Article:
Obama’s Mid­dle East strat­egy left in tat­ters

The Washington Times Weekly - - Commentary - Tony Blank­ley

This White House, like its pre­de­ces­sors, can take some com­fort in the fact that the Mid­dle East has been break­ing the hearts of diplo­mats and for­eign politi­cians for at least 2,000 years. Of course, some cen­turies have been worse than oth­ers. (Pon­tius Pi­late had a par­tic­u­larly dif­fi­cult in­ning.) But in mod­ern times, the Amer­i­can vot­ing pub­lic has be­come ac­cus­tomed to see­ing reg­u­lar news from the Mid­dle East fea­ture wars, terrorism, may­hem, re­li­gious fa­nati­cism and failed peace ini­tia­tives.

As a re­sult, few pres­i­dents pay much of a price at elec­tion time for fail­ing to de­liver peace or other con­spic­u­ous diplo­matic suc­cesses from that cra­dle of civ­i­liza­tion and birth­place of the three great Abra­hamic re­li­gions. I cer­tainly am not pre­pared to pre­dict that Pres­i­dent Obama will lose many votes in 2012 based on his Mid­dle East pol­icy.

And yet, events of re­cent weeks are be­gin­ning to sug­gest a sin­gu­lar mo­ment of U.S. pol­icy in­ef­fec­tive­ness — even in­ept­ness.

Two months ago, the ad­min­is­tra­tion’s dither­ing about, and then un­der­min­ing of, Pres­i­dent Hosni Mubarak’s gov­ern­ment in Eygpt out­raged both Saudi Ara­bia and the kids on the street dur­ing the up­ris­ing.

That “Demo­cratic revo­lu­tion,” as the ad­min­is­tra­tion per­sis­tently called it, seems to have set­tled down into an ugly ac­cord be­tween the army-run gov­ern­ment, the Mus­lim Brother­hood and the fa­nat­i­cal Salafists — whom Mr. Mubarak had im­pris­oned but the new regime has been re­leas­ing. Killing Cop­tic Chris­tians, at­tack­ing women on the street for wear­ing non-Mus­lim garb and other pre-Mubarak at­ti­tudes are thus back in vogue in “demo­cratic” Egypt.

The ad­min­is­tra­tion’s in­con­sis­tent poli­cies in Tu­nisia, Egypt, Syria, Libya, Lebanon, Iran, Ye­men and else­where con­tinue to baf­fle and con­fuse the world.

Ear­lier this month, the ad­min­is­tra­tion was “sur­prised” at the Egyp­tian-bro­kered ac­cord be­tween the ter­ror­ist Ha­mas and the West Bank Fatah Pales­tinian fac­tions, end­ing even a the­o­ret­i­cal chance of Is­raeliPales­tinian ne­go­ti­a­tions.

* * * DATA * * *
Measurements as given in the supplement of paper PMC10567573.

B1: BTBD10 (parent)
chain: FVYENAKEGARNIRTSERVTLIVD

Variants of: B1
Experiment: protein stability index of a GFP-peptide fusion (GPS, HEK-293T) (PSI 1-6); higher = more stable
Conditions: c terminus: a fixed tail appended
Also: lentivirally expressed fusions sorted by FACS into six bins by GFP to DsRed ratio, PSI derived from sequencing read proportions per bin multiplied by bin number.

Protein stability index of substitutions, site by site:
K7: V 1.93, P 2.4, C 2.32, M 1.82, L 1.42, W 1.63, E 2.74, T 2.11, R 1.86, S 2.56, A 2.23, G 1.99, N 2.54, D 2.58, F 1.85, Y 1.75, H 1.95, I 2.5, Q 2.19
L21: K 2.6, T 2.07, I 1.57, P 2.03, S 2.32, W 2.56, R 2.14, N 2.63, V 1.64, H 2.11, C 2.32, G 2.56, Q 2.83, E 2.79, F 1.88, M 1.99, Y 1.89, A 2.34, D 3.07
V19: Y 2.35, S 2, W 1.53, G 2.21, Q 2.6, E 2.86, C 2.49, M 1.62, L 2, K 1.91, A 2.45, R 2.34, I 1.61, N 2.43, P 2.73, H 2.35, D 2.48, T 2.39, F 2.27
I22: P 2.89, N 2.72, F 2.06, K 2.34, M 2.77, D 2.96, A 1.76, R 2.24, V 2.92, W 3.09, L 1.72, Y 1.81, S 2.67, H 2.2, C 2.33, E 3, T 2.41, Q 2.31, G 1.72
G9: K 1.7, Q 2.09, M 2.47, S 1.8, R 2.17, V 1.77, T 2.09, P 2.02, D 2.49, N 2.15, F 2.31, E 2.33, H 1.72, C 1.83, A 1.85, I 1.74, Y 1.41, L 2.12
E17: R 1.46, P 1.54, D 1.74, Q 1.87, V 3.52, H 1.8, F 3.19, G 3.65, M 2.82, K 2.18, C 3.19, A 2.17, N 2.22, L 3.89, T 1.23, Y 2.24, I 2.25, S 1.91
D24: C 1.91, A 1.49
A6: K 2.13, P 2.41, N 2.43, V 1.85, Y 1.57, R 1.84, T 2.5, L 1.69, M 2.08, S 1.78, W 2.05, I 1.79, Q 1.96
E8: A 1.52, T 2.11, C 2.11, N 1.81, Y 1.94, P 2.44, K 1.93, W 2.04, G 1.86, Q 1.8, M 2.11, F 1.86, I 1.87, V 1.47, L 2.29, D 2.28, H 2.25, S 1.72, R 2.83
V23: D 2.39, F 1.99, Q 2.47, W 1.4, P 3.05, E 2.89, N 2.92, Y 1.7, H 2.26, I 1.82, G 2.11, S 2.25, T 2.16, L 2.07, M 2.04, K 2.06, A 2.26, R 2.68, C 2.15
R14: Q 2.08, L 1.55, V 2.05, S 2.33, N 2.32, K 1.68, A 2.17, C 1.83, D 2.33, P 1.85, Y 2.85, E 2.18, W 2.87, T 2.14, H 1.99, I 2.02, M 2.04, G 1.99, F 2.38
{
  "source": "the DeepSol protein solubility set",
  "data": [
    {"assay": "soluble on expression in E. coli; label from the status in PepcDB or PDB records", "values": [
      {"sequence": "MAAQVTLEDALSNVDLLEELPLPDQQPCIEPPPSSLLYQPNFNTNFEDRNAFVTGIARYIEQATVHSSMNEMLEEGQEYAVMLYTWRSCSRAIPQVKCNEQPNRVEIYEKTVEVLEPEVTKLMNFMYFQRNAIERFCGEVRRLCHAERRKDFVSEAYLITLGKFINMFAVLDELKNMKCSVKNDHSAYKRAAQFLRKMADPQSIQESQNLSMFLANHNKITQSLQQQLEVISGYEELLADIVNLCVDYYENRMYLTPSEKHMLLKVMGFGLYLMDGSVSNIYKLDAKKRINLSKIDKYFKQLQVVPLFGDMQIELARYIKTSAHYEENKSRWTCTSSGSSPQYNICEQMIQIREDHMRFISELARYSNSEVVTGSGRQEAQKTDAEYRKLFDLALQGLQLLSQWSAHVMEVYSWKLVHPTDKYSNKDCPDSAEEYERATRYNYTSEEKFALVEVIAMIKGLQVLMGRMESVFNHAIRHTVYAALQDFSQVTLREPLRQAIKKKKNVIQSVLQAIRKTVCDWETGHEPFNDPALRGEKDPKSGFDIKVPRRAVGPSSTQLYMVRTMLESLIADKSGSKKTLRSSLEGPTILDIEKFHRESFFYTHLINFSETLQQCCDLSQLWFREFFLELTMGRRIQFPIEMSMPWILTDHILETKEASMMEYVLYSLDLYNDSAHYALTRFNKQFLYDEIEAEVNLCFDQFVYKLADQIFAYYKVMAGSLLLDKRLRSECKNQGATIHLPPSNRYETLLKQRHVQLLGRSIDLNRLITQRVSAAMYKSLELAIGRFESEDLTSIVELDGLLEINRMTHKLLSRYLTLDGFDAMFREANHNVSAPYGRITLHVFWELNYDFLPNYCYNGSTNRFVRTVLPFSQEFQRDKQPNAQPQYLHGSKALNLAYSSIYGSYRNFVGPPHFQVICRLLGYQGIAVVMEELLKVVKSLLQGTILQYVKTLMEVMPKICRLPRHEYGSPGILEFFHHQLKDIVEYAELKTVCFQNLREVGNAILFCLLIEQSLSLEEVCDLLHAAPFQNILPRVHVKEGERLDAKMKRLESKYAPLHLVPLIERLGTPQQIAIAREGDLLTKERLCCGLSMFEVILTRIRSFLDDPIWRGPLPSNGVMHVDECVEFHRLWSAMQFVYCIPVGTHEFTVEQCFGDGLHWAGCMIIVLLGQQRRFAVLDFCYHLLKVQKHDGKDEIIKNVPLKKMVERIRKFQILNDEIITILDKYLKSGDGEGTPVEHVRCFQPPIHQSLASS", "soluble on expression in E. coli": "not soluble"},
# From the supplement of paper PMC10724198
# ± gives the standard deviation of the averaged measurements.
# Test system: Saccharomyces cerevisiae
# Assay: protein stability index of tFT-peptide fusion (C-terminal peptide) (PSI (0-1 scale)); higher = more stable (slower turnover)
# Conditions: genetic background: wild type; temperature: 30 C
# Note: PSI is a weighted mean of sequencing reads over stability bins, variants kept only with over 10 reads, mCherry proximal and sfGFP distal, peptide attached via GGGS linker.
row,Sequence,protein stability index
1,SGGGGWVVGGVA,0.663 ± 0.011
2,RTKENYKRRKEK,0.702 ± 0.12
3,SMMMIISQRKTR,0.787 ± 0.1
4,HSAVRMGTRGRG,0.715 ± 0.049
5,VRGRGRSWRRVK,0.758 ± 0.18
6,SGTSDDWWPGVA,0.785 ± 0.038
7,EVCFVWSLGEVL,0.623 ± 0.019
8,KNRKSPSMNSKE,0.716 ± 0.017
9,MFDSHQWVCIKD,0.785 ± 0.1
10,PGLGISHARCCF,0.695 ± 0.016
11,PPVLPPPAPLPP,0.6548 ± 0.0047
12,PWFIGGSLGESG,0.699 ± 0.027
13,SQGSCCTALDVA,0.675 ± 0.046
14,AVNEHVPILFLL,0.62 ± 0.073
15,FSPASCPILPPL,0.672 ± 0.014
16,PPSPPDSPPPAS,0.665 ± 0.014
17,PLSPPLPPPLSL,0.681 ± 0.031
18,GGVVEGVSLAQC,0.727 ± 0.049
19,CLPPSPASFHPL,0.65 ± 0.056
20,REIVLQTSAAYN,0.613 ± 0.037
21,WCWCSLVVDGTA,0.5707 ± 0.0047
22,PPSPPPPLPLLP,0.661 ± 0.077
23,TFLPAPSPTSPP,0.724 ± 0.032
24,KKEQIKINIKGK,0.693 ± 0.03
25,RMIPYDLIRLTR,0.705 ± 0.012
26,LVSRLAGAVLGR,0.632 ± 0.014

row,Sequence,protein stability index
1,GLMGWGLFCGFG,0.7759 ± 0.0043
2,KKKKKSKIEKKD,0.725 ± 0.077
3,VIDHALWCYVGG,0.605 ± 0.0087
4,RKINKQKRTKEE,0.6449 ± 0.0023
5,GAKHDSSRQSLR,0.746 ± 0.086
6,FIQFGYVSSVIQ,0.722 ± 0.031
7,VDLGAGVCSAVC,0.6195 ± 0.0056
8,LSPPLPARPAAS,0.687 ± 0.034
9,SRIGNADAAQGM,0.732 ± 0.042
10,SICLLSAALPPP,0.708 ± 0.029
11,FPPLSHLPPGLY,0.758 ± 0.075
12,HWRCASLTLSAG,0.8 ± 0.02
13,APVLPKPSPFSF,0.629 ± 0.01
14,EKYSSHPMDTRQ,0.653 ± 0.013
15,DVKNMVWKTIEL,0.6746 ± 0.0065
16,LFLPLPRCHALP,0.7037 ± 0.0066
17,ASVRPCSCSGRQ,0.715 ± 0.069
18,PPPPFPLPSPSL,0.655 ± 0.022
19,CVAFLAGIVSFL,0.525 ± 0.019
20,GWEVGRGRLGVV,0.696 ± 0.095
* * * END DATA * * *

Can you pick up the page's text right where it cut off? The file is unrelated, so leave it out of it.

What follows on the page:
Then, two weeks ago — with King Ab­dul­lah of Jor­dan and Is­raeli Prime Min­ster Ben­jamin Ne­tanyahu sched­uled to be in Wash­ing­ton for sep­a­rate ma­jor dis­cus­sions with the pres­i­dent (and Mr. Ne­tanyahu sched­uled to ad­dress a joint session of Congress) — the pres­i­dent’s Mid­dle East peace en­voy, Ge­orge Mitchell, an­nounced he was quit­ting sum­mar­ily.

The day be­fore Mr. Mitchell’s pub­lic res­ig­na­tion, the White House an­nounced that last week, the pres­i­dent would be giv­ing his sec­ond ma­jor outreach speech to “the Mus­lim world” — an inapt, mono­lithic term for a vastly var­ie­gated fifth of mankind.

The first speech in June 2009 was at the famed Al-Azhar Univer­sity in Cairo.

The May 19 speech was to be de­liv­ered at the rather less spec­tac­u­lar State Depart­ment in Wash­ing­ton.

Sur­pris­ingly, ac­cord­ing to the Wall Street Jour­nal, the speech was to men­tion the killing of Osama bin Laden.

As the news­pa­per re­ported, the pres­i­dent “will ask those in the Mid­dle East and be­yond to re­ject Is­lamic mil­i­tancy in the wake of Osama bin Laden’s death and em­brace a new era of re­la­tions with the U.S.”

What makes all this awk­ward (at a min­i­mum) is that the ad­min­is­tra­tion has al­ways ar­gued that the ab­sence of peace be­tween Arabs and Is­raelis has been at the cen­ter of Mid­dle East chaos — and that a peace ac­cord is the first, nec­es­sary step to broader res­o­lu­tion of Mid­dle East prob­lems.

But the Mitchell res­ig­na­tion is seen across the spec­trum as con­vinc­ing ev­i­dence that the pres­i­dent’s Mid­dle East peace process is dead, which makes last week’s high-level talks with the pres­i­dent, the king and the prime min­is­ter ex­er­cises in em­bar­rass­ing ir­rel­e­vancy.

Usu­ally, Cabi­net-level staff mem­bers at­tempt to in­su­late a pres­i­dent from di­rect re­spon­si­bil­ity for failed poli­cies.

But, cu­ri­ously, in light of this melt­down of ad­min­is­tra­tion Mid­dle East pol­icy, Thomas E. Donilon, the White House’s na­tional se­cu­rity ad­viser, told the New York Times, “[the pres­i­dent] has re­ally been the cen­tral in­tel­lec­tual force in these de­ci­sions, in many cases, designing the ap­proaches.”

The same ar­ti­cle re­ported that they were told by White House staff that the pres­i­dent “of­ten surfs the blogs of ex­perts on Arab af­fairs or re­gional news sites to get a lo­cal fla­vor for events . . . [and] has sounded out prom­i­nent jour­nal­ists like Fa­reed Zakaria of Time mag­a­zine and CNN and Thomas L. Fried­man . . . [and] or­dered staff mem­bers to study tran­si­tions in 50 to 60 coun­tries.”

Wash­ing­ton staffers are fa­mous for try­ing to take credit for their boss’ suc­cesses.

But one rarely has the treat of see­ing a top staffer go on the record in the New York Times giv­ing his boss full per­sonal credit for a failed pol­icy.

The more dis­turb­ing pos­si­ble con­clu­sion from the Donilon quote is that both Mr. Obama and his staff ac­tu­ally be­lieve they are car­ry­ing out a suc­cess­ful Mid­dle East pol­icy.

Tony Blank­ley is the au­thor of “Amer­i­can Grit: What It Will Take to Sur­vive and Win in the 21st Cen­tury” (Reg­n­ery, 2009) and vice pres­i­dent of the Edel­man pub­lic re­la­tions firm in Wash­ing­ton.

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